Abstract: In considering how the comparative history of ancient law expands our understanding of what law is and who makes it, three axioms apply: (1) Our access to ancient law, like ancient anything, is fragmentary and lopsided in the extreme. (2) Elite viewpoints are even more overrepresented than in later eras, obscuring the role of non-elite actors. (3) Systematic attention to hearing to “what the authors didn’t mean to say” (D. Davis) about themselves and about non-elite or subaltern groups requires us to make the most of surviving documents as well as materials that are not strictly speaking legal. Extending the horizon of “ancient law” beyond Greece and Rome brings three factors to light: (1) The formal legal definition of “citizen” status turns out to be a peculiarity of Greece and Rome. (2) One encounters an extraordinary range of unfree statuses liable to be called “slave” in English, and racial or ethnic otherness is much less a factor in some systems. (3) Comprehensive systems of religious law that transcend the boundaries of particular states and that vest authority in religious experts have been neglected in earlier studies of ancient law, and of law in general, but bear comparison with other systems of “customary law” and “international law.”
Author: Timothy Lubin
Date: 03/28/2021
Location: Workshop on Decolonising Archives, Rethinking Canons: Writing Intellectual Histories of Global Entanglements, Faculty of History, University of Cambridge (via Zoom).
Primary URL: https://sites.google.com/view/darcworkshop/home
Primary URL Description: Website of the workshop on "Decolonising Archives, Rethinking Canons: Writing Intellectual Histories of Global Entanglements," Faculty of History, University of Cambridge.
Secondary URL: https://www.youtube.com/watch?v=vhg_Z_ShM2A
Secondary URL Description: Videorecording of the roundtable session.

The Svayambhu and Other Old Javanese Legal Texts: An Update (Public Lecture or Presentation)
Title: The Svayambhu and Other Old Javanese Legal Texts: An Update
Abstract: Progress report on work on Old Javanese legal texts and their relations to inscriptional evidence of law in premodern Southeast Asia, including the critical edition and translation of the “Svayambhu” (an old Javanese commentarial paraphrase on the Sanskrit “Manu’s Code of Law”) based on three manuscripts; diplomatic editions of manuscripts of the “Astadasa Vyavahara,” “Blahaning Astadasa Vyavahara,” Kutara Manava,” and “Svayambhu”; GREP-searchable plain text versions of all these, plus Mantrisasana and Kotaragama; and preliminary examination of other legal texts. Recent findings provide some indications of when Manu’s Code of Law began to circulate in Java, how its influence is reflected in epigraphical documents, and how Brahmanical jurisprudence was adapted by Javanese authors to local concerns and customary norms.
Author: Timothy Lubin
Author: Arlo Griffiths
Date: 04/29/2021
Location: DHARMA Project (The Domestication of “Hindu” Asceticism and the Religious Making of South and Southeast Asia, ERC 809994), Paris (via Zoom)
Primary URL: https://dharma.hypotheses.org/3580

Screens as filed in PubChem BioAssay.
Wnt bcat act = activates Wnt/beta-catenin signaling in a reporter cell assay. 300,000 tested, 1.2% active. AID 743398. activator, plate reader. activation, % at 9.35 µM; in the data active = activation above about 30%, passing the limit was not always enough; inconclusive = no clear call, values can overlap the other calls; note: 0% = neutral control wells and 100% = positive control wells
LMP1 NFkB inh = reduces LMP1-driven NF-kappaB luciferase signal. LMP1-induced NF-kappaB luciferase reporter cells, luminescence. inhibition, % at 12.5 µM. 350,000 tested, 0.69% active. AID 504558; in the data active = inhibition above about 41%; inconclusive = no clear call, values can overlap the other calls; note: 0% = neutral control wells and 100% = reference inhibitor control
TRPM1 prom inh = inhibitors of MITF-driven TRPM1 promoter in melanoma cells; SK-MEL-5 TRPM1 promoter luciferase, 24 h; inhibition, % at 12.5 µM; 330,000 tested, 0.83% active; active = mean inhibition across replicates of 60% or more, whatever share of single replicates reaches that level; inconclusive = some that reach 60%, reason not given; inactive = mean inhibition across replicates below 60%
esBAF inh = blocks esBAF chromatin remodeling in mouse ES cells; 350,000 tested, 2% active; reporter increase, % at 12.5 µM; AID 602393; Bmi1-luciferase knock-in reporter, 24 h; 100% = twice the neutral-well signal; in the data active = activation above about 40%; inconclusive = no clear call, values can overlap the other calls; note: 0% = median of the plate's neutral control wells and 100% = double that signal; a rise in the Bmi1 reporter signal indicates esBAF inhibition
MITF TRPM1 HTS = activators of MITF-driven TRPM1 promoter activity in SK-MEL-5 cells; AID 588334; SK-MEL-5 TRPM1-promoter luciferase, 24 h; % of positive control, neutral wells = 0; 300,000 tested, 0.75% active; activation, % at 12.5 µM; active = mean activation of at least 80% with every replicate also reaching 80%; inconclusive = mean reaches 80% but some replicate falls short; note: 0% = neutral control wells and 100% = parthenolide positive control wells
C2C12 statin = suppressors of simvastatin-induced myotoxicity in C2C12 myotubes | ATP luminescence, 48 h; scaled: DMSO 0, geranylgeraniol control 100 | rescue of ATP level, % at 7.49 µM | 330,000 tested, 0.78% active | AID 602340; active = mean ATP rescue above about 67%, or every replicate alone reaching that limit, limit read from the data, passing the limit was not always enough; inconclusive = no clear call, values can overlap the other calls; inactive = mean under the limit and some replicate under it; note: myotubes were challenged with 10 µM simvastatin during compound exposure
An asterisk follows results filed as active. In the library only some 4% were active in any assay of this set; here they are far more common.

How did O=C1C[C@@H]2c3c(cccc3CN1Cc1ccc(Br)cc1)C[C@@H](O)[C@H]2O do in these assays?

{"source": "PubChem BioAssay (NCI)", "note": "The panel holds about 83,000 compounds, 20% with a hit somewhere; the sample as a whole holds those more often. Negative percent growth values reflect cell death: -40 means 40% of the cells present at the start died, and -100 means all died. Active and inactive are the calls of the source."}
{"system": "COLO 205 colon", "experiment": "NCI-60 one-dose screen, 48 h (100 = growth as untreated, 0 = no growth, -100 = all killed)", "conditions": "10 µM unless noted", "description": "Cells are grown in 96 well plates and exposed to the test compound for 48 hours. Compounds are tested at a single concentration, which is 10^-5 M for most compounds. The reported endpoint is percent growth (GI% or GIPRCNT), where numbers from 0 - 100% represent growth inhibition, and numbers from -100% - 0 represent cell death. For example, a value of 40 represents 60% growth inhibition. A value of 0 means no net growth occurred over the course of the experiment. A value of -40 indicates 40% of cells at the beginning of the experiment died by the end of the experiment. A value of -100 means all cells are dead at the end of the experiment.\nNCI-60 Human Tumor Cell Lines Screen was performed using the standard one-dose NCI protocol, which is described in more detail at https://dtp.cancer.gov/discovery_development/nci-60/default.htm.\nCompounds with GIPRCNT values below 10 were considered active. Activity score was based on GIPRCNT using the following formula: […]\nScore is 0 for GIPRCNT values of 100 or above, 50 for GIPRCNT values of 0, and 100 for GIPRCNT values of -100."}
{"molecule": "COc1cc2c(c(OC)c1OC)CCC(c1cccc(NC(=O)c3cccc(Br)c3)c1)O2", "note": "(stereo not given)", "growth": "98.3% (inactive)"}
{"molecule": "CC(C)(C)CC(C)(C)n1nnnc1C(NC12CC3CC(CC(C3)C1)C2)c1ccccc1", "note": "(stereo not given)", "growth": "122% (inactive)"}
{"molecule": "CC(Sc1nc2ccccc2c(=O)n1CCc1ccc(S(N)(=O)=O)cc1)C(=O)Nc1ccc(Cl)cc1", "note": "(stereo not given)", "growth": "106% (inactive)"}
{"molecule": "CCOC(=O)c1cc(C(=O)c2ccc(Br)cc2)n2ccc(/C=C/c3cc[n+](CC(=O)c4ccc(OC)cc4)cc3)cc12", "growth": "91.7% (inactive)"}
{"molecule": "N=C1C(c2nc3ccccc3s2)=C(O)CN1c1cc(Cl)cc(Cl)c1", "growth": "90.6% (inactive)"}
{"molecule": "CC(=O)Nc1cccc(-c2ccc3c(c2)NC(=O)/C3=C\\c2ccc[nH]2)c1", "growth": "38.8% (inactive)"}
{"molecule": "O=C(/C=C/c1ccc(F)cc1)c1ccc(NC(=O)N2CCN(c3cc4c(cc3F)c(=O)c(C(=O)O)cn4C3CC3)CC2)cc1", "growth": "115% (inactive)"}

Primary URL Description: Task-force Meetings of the DHARMA Project, with link to the Program of the Task-force D (TF-D) meeting.
Secondary URL: https://dharma.hypotheses.org/files/2021/04/TF-D-Meeting_programme.pdf
Secondary URL Description: Program of the Task-force D (TF-D) meeting of the DHARMA Project.

Brahmins, Ascetics, and the Constitution of Caste in Greater Magadha (Public Lecture or Presentation)
Title: Brahmins, Ascetics, and the Constitution of Caste in Greater Magadha
Abstract: Johannes Bronkhorst’s “Greater Magadha” hypothesis calls attention to the decisive role of the urbanizing eastern Ganges valley in the religious history of ancient India. We find there the encounter of two distinct cultures: the Vedic (with its focus on worldly success and rewards in the afterlife) and the Magadhan (with its ideas of karma and rebirth, and its ascetic orders). The Brahmins’ response to this encounter was to adapt and appropriate new ideas and practices. Here, I clarify certain key aspects of how this adaptation proceeded, giving rise in fact to something one can call ‘Brahmanism’, and I offer a fuller explanation of what made that adaptation so successful and durable over time. The key factors I identify are these: • Confronted by new sets of religious ideals (models of dharma) taught by unworldly ascetics (śramaṇas), some Brahmins decided to compete by articulating one of their own. • Brahmin ritual authorities further sought to signal their status as religious professionals comparable to celibate mendicants by promoting the ritualized feeding of especially pious and/or learned Brahmins. • This systematic conflation of Brahminhood as a sacred profession and Brahminhood as a social status conferred by birth provided a rationale and a template for marking gradations of hierarchy and thus endowed Indian caste norms with a theological purpose and a social teleology—i.e., presenting those norms as part of a system. • This was institutionalized and given state sanction by rulers who endowed Brahmins with tax-exempt, partly autonomous foundations, and patronized Brahmanical expertise in various ritual as well "secular" matters. These factors are what made the Indian version of caste social structure distinctive and tenacious — what made it a ‘system’ with religious principles as their premises rather than merely as ex post facto justifications.